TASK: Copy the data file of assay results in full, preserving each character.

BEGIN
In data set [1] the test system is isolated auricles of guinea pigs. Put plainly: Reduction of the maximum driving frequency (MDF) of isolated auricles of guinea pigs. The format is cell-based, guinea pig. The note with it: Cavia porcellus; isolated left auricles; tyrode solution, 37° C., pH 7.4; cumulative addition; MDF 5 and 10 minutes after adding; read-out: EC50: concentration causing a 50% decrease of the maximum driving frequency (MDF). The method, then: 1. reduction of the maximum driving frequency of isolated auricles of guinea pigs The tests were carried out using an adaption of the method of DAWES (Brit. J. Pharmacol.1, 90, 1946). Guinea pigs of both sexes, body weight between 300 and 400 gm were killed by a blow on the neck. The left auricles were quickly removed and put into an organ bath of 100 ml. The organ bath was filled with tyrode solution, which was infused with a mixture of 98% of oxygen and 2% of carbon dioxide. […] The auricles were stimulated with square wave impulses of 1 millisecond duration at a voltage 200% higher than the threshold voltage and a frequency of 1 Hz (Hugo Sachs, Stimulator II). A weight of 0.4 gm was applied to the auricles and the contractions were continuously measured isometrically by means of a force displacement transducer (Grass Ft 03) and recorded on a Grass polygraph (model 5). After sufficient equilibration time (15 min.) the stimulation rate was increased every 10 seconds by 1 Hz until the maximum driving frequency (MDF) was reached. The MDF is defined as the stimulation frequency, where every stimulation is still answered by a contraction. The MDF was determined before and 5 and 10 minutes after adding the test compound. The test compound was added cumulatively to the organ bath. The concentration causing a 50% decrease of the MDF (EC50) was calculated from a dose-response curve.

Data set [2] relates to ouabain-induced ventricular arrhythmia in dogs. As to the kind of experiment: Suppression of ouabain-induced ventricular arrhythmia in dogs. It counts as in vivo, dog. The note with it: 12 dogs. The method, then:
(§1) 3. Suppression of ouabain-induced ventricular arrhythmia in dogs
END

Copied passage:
In data set [1] the test system is isolated auricles of guinea pigs. Put plainly: Reduction of the maximum driving frequency (MDF) of isolated auricles of guinea pigs. The format is cell-based, guinea pig. The note with it: Cavia porcellus; isolated left auricles; tyrode solution, 37° C., pH 7.4; cumulative addition; MDF 5 and 10 minutes after adding; read-out: EC50: concentration causing a 50% decrease of the maximum driving frequency (MDF). The method, then: 1. reduction of the maximum driving frequency of isolated auricles of guinea pigs The tests were carried out using an adaption of the method of DAWES (Brit. J. Pharmacol.1, 90, 1946). Guinea pigs of both sexes, body weight between 300 and 400 gm were killed by a blow on the neck. The left auricles were quickly removed and put into an organ bath of 100 ml. The organ bath was filled with tyrode solution, which was infused with a mixture of 98% of oxygen and 2% of carbon dioxide. […] The auricles were stimulated with square wave impulses of 1 millisecond duration at a voltage 200% higher than the threshold voltage and a frequency of 1 Hz (Hugo Sachs, Stimulator II). A weight of 0.4 gm was applied to the auricles and the contractions were continuously measured isometrically by means of a force displacement transducer (Grass Ft 03) and recorded on a Grass polygraph (model 5). After sufficient equilibration time (15 min.) the stimulation rate was increased every 10 seconds by 1 Hz until the maximum driving frequency (MDF) was reached. The MDF is defined as the stimulation frequency, where every stimulation is still answered by a contraction. The MDF was determined before and 5 and 10 minutes after adding the test compound. The test compound was added cumulatively to the organ bath. The concentration causing a 50% decrease of the MDF (EC50) was calculated from a dose-response curve.

Data set [2] relates to ouabain-induced ventricular arrhythmia in dogs. As to the kind of experiment: Suppression of ouabain-induced ventricular arrhythmia in dogs. It counts as in vivo, dog. The note with it: 12 dogs. The method, then:
(§1) 3. Suppression of ouabain-induced ventricular arrhythmia in dogs